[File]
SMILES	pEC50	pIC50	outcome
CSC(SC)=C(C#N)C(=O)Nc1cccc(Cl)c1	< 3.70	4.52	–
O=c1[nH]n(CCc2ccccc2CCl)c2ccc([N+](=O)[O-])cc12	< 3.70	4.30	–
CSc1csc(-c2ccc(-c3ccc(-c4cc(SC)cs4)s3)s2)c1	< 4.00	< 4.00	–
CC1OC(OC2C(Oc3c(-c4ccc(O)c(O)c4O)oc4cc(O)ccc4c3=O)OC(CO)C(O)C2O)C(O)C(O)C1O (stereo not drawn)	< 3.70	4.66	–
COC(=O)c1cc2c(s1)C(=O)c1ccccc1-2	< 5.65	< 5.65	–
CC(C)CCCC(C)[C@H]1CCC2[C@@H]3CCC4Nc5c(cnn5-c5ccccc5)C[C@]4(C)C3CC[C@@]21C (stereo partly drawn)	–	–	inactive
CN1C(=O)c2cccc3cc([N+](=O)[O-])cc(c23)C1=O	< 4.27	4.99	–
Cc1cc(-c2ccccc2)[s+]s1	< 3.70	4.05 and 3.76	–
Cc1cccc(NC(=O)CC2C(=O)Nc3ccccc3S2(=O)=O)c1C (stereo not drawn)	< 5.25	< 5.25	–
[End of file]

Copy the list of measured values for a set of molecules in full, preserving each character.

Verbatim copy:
SMILES	pEC50	pIC50	outcome
CSC(SC)=C(C#N)C(=O)Nc1cccc(Cl)c1	< 3.70	4.52	–
O=c1[nH]n(CCc2ccccc2CCl)c2ccc([N+](=O)[O-])cc12	< 3.70	4.30	–
CSc1csc(-c2ccc(-c3ccc(-c4cc(SC)cs4)s3)s2)c1	< 4.00	< 4.00	–
CC1OC(OC2C(Oc3c(-c4ccc(O)c(O)c4O)oc4cc(O)ccc4c3=O)OC(CO)C(O)C2O)C(O)C(O)C1O (stereo not drawn)	< 3.70	4.66	–
COC(=O)c1cc2c(s1)C(=O)c1ccccc1-2	< 5.65	< 5.65	–
CC(C)CCCC(C)[C@H]1CCC2[C@@H]3CCC4Nc5c(cnn5-c5ccccc5)C[C@]4(C)C3CC[C@@]21C (stereo partly drawn)	–	–	inactive
CN1C(=O)c2cccc3cc([N+](=O)[O-])cc(c23)C1=O	< 4.27	4.99	–
Cc1cc(-c2ccccc2)[s+]s1	< 3.70	4.05 and 3.76	–
Cc1cccc(NC(=O)CC2C(=O)Nc3ccccc3S2(=O)=O)c1C (stereo not drawn)	< 5.25	< 5.25	–